Current mode converters need error amplifier compensation to ensure stable operation. The type-II compensation components determine the converter bandwidth and the phase boost frequency. Converters with external compensation have more flexibility in setting the desired bandwidth and phase margin with different types of output capacitors over a wider range of input and output voltage conditions.
Some converters have a programmable frequency function: The switching frequency can be set by means of an external resistor. This gives more flexibility in choosing the best switching frequency for the application; higher frequency to reduce ripple or component size or get better transient behavior, or lower frequency to improve efficiency or reduce higher harmonics.
Some current mode converters have an external sync input that allows the internal clock to be synchronized to an external clock signal. This makes it possible to set the switching frequency at a very precise value (for avoiding noise at sensitive frequency bands), and also make it possible to run several converters at the same frequency.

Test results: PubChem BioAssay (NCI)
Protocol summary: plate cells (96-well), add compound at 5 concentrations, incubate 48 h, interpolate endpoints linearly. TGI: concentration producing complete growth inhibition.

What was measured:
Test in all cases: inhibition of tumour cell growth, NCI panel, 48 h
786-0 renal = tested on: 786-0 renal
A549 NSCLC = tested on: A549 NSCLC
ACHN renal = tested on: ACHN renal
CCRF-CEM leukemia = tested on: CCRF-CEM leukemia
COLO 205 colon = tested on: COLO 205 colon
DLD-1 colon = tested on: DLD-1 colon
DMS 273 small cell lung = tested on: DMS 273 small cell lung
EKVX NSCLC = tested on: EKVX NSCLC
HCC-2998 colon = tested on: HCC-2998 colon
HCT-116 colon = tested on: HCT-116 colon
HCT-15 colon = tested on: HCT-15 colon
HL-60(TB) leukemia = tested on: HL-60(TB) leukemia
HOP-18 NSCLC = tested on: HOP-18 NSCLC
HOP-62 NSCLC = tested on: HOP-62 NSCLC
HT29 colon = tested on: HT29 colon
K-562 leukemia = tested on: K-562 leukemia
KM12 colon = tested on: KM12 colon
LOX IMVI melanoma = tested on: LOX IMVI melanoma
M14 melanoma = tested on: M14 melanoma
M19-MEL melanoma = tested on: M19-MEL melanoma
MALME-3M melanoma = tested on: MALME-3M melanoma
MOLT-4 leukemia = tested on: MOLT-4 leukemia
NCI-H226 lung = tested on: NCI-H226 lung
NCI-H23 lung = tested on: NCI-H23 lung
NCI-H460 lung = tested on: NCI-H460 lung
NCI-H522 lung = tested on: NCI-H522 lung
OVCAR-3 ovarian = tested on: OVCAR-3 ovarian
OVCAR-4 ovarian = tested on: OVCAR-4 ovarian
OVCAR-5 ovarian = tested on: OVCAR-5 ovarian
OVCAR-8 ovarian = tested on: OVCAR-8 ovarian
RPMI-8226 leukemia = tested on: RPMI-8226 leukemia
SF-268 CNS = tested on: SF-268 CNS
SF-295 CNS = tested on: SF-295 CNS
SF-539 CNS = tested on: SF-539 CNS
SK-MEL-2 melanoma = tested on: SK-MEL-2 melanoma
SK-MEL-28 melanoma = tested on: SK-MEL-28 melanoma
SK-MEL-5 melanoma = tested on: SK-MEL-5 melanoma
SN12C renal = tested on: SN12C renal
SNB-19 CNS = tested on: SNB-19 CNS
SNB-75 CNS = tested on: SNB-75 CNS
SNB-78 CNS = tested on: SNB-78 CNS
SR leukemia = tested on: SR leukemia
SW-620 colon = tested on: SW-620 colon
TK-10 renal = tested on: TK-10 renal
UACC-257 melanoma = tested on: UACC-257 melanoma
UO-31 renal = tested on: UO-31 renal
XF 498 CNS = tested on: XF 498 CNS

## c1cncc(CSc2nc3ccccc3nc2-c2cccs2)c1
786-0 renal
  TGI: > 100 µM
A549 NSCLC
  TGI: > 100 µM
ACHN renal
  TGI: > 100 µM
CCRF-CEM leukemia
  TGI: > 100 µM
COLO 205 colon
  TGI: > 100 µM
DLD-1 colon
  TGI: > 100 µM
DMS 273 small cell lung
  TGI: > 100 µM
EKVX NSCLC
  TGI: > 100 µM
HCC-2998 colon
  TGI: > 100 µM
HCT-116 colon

Many current mode Buck converters from the LV series have Low Dropout mode function: When the input voltage drops, these Buck converters gradually increase the duty-cycle and will continuously switch-on the high side MOSFET when the input voltage drops below the regulated output voltage. This function is especially suitable in battery powered applications, and can extend application operation time when the battery is almost depleted.
The Power Good function will monitor the Buck converter output signal and provide a means of telling the system when the output voltage is within a certain operating range. Power Good can be used for system initialization, fault detection or start-up sequence.
All Richtek Buck converters have Over Current Protection (OCP). When the inductor current exceeds the OCP level, the converter duty-cycle is limited. Further load increase will result in output voltage drop. However, there are different ways how the system behaves in overload condition: